The HPV vaccine protects against the human papillomaviruses that cause most cases of cervical cancer. HPV also causes other problems – including genital warts, penile and anal cancer, as well as head and neck cancer.
The vaccine has been used for more than a decade in dozens of countries around the world. For example, in Scotland, where HPV vaccination uptake is high, recent data have shown that cases of HPV infection have fallen significantly. Australia, an early adopter of the HPV vaccine, even hopes to become the first country to eliminate cervical cancer.
The WHO recommends the vaccination for all girls aged 9-14 years, as it is the most cost-effective public health measure against cervical cancer, in addition to cervical screening programmes for adults. Each year, an estimated 530 000 women globally contract the disease and 266 000 die of it. Studies show that countries that introduced the vaccine have seen up to 90% reductions in HPV infections in teenage girls and young women.
In Denmark, however, a free HPV vaccine programme has faced some unexpected problems. Since 2014, HPV vaccination coverage among 12-year-old Danish girls has dropped dramatically from around 90% initially to below 40%.
Why? Reports were circulating in the media of symptoms, such as pain and tiredness, in girls who had the vaccine, says the WHO Regional Office for Europe, based in Copenhagen. “An increasing volume of studies have since found these symptoms have no causal relationship to the vaccine.”
For Eigil Rosegar Poulsen, the controversy over the HPV vaccination in Denmark came as a shock. He was so moved by the public debate that he decided to share his story.
In 2010 Eigil lost his wife, Trine, to cervical cancer, leaving him to raise their three daughters alone. Though the WHO-recommended vaccine against the most common types of the virus was only introduced in Denmark’s vaccination schedule in 2009, far too late for his wife to benefit, Eigil is a strong advocate for vaccination.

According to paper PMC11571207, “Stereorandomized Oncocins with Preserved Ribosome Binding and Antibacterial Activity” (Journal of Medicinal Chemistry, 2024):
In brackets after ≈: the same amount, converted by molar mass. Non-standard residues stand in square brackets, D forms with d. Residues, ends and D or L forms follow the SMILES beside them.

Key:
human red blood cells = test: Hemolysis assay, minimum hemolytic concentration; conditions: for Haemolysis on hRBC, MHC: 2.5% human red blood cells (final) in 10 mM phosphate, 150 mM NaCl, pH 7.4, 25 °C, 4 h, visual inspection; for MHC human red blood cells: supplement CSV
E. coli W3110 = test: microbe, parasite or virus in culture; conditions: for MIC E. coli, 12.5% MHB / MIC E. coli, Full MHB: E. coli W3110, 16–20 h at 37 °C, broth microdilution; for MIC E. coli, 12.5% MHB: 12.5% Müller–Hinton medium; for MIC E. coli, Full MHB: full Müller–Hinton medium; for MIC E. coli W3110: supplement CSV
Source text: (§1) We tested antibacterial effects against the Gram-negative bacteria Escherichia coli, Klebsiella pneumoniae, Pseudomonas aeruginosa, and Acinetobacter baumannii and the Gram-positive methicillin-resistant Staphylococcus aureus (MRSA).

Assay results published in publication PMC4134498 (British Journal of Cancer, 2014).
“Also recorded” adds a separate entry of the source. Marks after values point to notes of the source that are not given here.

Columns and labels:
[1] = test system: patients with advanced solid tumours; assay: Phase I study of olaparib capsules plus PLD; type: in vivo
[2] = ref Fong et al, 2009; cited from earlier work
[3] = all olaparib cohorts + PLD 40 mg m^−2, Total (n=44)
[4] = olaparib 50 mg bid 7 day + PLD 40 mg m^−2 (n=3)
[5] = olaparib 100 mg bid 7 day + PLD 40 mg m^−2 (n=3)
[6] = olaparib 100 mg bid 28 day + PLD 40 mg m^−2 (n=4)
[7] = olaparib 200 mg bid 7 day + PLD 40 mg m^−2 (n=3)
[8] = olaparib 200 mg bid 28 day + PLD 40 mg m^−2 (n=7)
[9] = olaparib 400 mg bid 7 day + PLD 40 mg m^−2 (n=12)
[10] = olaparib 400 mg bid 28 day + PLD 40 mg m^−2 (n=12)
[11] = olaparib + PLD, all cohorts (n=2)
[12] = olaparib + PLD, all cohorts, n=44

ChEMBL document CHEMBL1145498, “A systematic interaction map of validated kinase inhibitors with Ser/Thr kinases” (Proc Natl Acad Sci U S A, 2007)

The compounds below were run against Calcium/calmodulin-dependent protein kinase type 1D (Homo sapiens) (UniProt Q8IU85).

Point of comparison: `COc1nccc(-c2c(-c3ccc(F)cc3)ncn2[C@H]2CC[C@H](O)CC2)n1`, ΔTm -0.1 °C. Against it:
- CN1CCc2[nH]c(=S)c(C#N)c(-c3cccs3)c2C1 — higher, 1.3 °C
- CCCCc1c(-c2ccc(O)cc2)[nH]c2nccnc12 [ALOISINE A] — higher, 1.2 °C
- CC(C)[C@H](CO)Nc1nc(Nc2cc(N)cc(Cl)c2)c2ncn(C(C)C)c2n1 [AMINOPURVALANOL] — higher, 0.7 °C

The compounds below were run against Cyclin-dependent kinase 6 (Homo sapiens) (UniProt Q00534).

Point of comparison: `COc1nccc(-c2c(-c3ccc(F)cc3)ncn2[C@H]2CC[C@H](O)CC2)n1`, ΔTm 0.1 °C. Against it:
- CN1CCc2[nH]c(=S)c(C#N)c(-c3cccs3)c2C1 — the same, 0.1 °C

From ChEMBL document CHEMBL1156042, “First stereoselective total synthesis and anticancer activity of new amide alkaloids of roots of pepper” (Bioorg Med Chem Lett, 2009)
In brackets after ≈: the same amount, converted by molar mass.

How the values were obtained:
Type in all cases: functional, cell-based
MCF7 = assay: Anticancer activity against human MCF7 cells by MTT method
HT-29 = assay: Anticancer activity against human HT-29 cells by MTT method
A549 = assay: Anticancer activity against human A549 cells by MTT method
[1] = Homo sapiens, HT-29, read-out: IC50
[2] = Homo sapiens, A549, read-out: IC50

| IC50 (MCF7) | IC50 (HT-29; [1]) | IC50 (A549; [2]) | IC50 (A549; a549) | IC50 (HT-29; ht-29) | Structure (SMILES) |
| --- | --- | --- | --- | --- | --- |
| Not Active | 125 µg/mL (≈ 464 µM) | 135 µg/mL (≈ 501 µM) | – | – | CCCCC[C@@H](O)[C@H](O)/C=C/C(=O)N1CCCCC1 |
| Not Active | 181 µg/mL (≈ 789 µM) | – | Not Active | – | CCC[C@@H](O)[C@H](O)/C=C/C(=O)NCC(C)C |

‘It’s fantastic that you can manage a disease as serious as cervical cancer with a vaccine. But it has made me sad to see the debate’” he says. ‘Nobody wants to experience what we have been through. And if that can be avoided with a vaccine, I find it hard to understand why parents would opt out.’
Tackling fake news
To help understand why so many parents of girls around 12 years of age were postponing vaccination, the Danish Health Authority conducted an analysis in 2016. It found that nearly all parents who doubted whether to vaccinate their daughters had heard stories about the alleged side-effects, primarily through media and online.
‘Even though we were putting out information about the importance of the HPV vaccines, most parents felt they were lacking the information they needed to really make informed decisions on whether to vaccinate or not,’ says Bolette Søborg, senior medical consultant at the Danish Medical Authority.
A year later, the Danish Health Authority, the Danish Cancer Society and the Danish Medical Association launched the campaign, “Stop HPV, Stop Cervical Cancer,” to help build confidence in the vaccine and remind people that the risk of getting cervical cancer far outweighs the risk of adverse vaccine events.
The campaign pitched articles about how to prevent cervical cancer to newspapers and lifestyle magazines throughout the country, and started a Facebook page to help answer parent questions and share stories, such as Eigil’s.
‘Much of the debate about the HPV vaccine takes place on Facebook, and this is where many parents get their information. This page is a way for us to reach out to the parents and create an opportunity for an open dialogue,’ says Louise Hougaard Jakobsen, consultant at the Danish Cancer Society. ‘We are open to all kinds of comments and questions we receive on the page and we seek to always be accommodating in our replies.’
New data reveals that less than nine months into the campaign, uptake in the number of vaccines is already increasing. During the past year, twice as many girls – nearly 31 000 girls – have started the HPV vaccination programme compared to just over 15 000 in 2016.
Sharing lessons learned across the European Region
Sustaining or rebuilding public trust in vaccines is an ongoing objective of immunization programmes around the world. Through a WHO-initiated peer group started two years ago, Denmark is sharing lessons learned on HPV with countries, such as Ireland, the Netherlands and Austria.
‘Several European countries have experienced declines in HPV uptake or have struggled with reaching high coverage. The WHO learning platform is the best way for these countries to support each other,’ says Katrine Bach Habersaat, Technical Officer, Vaccine-preventable Disease and Immunization in the WHO Regional Office for Europe.
‘Documenting and learning from Denmark’s experience is not only important to address the HPV crisis; it is critical to ensuring the success of new vaccines introduced in the future.’